Teaching your tween to volunteer can also help him establish a lifetime of service and civil responsibility. Studies show that youth who volunteer are three times more likely to volunteer as adults. These young volunteers are more likely to vote and be philanthropic when they get older.

Before Volunteering: Help Your Tween Choose a Volunteer Project

Before your tween volunteers, meet with him to discuss the opportunities available. Let your tween assert his independence when selecting a volunteer project. You may wish to suggest a handful of projects, but don’t pressure your tween into a particular choice.

Take these considerations into account:

  • Your child’s interests: Tweens usually have the best experience when they volunteer for a cause they care about and work on a project they consider fun. Ask your child how he feels about animal welfare, children’s issues, environmental protection, health and safety, and other activist causes. If your child is interested in dogs, let him make comfort blankets for a local shelter. If your child is interested in hands-on activities, encourage him to plant a tree. Try to find a project that focuses on something other than fundraising. Although earning money for an organization can be a worthy cause, most fundraising projects are less effective at building character.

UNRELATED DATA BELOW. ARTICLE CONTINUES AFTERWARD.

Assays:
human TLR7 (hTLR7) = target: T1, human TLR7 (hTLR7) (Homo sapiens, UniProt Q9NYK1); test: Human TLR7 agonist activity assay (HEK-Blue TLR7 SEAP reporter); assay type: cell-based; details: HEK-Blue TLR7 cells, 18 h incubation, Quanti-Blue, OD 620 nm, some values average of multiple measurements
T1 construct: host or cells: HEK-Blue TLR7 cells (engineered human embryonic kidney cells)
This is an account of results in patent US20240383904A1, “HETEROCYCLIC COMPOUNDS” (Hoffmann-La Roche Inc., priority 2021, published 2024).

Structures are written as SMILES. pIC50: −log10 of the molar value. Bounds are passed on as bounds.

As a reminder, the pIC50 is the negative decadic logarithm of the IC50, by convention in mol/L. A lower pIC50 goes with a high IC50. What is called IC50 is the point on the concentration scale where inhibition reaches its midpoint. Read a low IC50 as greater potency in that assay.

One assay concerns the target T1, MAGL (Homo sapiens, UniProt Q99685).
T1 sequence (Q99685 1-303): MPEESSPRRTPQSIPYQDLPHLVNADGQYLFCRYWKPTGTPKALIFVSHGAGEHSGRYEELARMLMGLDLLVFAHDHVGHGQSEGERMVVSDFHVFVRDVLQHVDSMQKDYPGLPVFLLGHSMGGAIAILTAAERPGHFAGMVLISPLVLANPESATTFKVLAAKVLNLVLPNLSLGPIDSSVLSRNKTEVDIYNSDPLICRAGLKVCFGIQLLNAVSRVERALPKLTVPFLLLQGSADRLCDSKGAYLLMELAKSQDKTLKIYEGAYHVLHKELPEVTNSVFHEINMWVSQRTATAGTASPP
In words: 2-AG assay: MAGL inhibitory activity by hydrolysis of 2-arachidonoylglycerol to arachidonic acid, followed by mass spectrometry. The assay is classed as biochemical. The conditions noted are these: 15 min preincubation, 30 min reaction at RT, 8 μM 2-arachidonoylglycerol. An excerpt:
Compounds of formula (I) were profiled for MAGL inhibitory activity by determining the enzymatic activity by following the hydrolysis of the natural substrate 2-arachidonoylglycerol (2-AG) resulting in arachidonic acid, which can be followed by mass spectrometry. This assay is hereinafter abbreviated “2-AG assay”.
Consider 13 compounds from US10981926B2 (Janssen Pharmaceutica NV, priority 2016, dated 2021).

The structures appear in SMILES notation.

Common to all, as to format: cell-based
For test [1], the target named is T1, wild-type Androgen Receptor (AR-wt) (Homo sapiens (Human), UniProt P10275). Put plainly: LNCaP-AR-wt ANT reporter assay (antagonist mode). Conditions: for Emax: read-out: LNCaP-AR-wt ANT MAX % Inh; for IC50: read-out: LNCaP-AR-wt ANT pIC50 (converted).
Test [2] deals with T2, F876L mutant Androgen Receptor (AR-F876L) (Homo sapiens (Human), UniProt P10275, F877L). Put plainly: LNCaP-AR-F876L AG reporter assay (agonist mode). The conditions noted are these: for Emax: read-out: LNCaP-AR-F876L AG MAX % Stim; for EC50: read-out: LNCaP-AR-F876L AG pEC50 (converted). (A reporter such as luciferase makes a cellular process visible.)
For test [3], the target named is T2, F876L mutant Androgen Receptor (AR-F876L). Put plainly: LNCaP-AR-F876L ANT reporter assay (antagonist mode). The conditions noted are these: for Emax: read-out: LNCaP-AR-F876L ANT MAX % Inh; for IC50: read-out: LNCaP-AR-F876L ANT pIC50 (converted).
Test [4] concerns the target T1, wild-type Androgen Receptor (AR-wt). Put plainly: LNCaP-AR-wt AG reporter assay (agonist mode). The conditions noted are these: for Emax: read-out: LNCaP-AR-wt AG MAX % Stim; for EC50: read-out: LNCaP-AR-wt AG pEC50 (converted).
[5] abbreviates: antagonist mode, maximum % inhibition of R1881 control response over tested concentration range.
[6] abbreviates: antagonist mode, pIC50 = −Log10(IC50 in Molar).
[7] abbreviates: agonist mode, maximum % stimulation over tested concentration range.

• Your child’s skills: Make a list of your tween’s talents and abilities. Some tweens are good at working with younger children. Some tweens have computer skills that a nonprofit office would find valuable. Your tween’s skills can help guide him to select a service project. But, keep in mind that learning a new skill is also a good way to grow.